As his nomination by the Bureau of Near East Affairs makes clear: “Ambassador Beecroft’s clear vision, brilliant strategy, and tireless advocacy have resulted in the country re-engaging across the board on a broad range of human rights issues, with progress on both individual cases and systemic reform. He saw opportunities for progress even when the environment seemed barren, and nurtured them patiently to fruition using personal diplomacy, public engagement, and targeted assistance programs for government and civil society. ”

It is not only our Ambassadors who promote human rights. We honor today two officers serving in two different parts of the world who have demonstrated integrity and innovation in their work to protect and defend universal freedoms of expression, assembly, association, and freedom of religion. They are Holly Lindquist Thomas of the U.S. Embassy in Uzbekistan and Christian Marchant of U.S. Embassy Hanoi.

Holly has made a critical difference in the lives of individuals and their families in Uzbekistan. She made key contributions in persistent approaches to the Government of Uzbekistan that led to the release of businessman and opposition leader Sanjar Umarov. Holly’s surveys around the country, on the issue of child labor during the cotton harvest, provided first-hand information on the underlying causes of this phenomenon and the true conditions of children.

In Vietnam, Christian has been a persuasive advocate for Vietnam’s beleaguered dissident community, serving as a conduit for imprisoned dissidents, their families and the outside world, and working to ensure that the bilateral Human Rights dialogue produces concrete results. In one case, literally on the courthouse steps, Christian’s intercession prevented a political activist from being beaten.

We congratulate all four of you. You richly deserve these awards. In recognizing your service, we also honor the human rights defenders and civil society activists who are doing hard work every day in every part of the world to turn the ideals of the Universal Declaration of Human Rights into reality. Thank you.

 


President Obama: Statement on World Press Freedom Day

The White House
Office of the Press Secretary

World Press Freedom Day is observed every year on May 3 to remind us of the critical importance of this core freedom. It is a day in which we celebrate the invaluable role played by the media in challenging abuses of power, identifying corruption, and informing all citizens about the important issues that shape our world. It is also a day for us to sound the alarm about restrictions on the media as well as the threats, violence or imprisonment of many of its members and their families because of their work.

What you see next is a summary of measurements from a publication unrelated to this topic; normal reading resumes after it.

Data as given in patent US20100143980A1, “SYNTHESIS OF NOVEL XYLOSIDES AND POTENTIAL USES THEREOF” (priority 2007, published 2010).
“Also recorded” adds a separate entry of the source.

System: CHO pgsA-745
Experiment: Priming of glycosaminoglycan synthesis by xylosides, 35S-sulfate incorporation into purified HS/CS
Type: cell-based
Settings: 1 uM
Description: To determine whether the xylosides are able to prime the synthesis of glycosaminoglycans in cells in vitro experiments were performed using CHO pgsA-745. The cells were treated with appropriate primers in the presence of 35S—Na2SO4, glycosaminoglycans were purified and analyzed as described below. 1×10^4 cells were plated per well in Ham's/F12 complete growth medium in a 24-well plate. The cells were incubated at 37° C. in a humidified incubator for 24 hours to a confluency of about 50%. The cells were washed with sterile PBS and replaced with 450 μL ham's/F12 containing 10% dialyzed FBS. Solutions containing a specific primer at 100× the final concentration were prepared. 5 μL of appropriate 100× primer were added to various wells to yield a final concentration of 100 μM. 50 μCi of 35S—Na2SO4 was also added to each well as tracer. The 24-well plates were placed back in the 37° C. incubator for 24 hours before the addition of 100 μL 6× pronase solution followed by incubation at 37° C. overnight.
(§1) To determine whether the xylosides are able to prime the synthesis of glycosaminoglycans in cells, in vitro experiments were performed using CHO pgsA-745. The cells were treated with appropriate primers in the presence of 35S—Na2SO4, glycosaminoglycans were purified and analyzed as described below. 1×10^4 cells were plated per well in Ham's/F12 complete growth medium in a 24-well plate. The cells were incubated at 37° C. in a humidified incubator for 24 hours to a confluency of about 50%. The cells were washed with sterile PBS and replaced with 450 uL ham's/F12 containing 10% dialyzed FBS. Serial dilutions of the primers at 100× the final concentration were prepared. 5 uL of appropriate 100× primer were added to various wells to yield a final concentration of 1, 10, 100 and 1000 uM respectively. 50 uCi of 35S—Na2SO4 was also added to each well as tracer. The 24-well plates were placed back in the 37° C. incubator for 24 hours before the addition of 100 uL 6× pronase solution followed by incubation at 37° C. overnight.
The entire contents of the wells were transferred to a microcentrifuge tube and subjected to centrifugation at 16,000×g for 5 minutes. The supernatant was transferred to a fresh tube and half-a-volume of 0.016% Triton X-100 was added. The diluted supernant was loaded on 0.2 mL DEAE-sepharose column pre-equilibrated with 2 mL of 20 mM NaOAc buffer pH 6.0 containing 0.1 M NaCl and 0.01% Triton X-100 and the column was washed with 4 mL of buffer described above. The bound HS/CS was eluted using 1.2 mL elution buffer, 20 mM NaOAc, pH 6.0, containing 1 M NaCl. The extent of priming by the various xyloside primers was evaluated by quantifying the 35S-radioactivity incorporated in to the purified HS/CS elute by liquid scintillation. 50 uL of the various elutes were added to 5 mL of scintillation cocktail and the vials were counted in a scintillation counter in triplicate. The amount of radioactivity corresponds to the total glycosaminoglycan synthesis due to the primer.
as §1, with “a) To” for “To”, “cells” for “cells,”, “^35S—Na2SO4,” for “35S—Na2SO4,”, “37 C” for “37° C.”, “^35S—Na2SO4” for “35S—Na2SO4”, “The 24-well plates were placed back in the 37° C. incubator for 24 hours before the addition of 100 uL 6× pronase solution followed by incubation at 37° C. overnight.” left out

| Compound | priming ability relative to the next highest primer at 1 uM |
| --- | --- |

Last year was a bad one for the freedom of the press worldwide. While people gained greater access than ever before to information through the Internet, cell phones and other forms of connective technologies, governments like China, Ethiopia, Iran, and Venezuela curtailed freedom of expression by limiting full access to and use of these technologies.

Moreover, more media workers were killed for their work last year than any year in recent history. The high toll was driven in large part by the election-related killings of more than 30 journalists in the Philippine province of Maguindanao, the deadliest single event for the press in history, along with murders of journalists in Russia, Somalia, Mexico and Honduras. In this year, like in other years, nearly three out of four of the journalists killed were local news-gatherers who were murdered in their own nations.

Chauncey Bailey was one such local journalist. A tireless reporter who covered his own city of Oakland, California, Bailey was widely respected for his many exposés of abuse and corruption. He was gunned down 3 years ago, near his office, while taking a homeless man to breakfast. A trial of the alleged perpetrator is scheduled to begin this summer. Such accountability is critical to deterring further attacks. I note with concern that the murderers of journalists succeed in avoiding responsibility for their crimes in nearly nine out of ten cases, and urge fellow governments to address this problem.

Even more journalists and bloggers find themselves imprisoned in nations around the world. Iran, following its crackdown on dissent after the last elections, now has more journalists behind bars than any other nation. Governments in Belarus, Burma, China, Cuba, Eritrea, North Korea, Tunisia, Uzbekistan, and Venezuela imprisoned journalists who wrote articles critical of government leaders and their policies.

But for every media worker who has been targeted there are countless more who continue to inform their communities despite the risks of reprisal. On World Press Freedom Day, we honor those who carry out these vital tasks despite the many challenges and threats they face as well as the principle that a free and independent press is central to a vibrant and well-functioning democracy.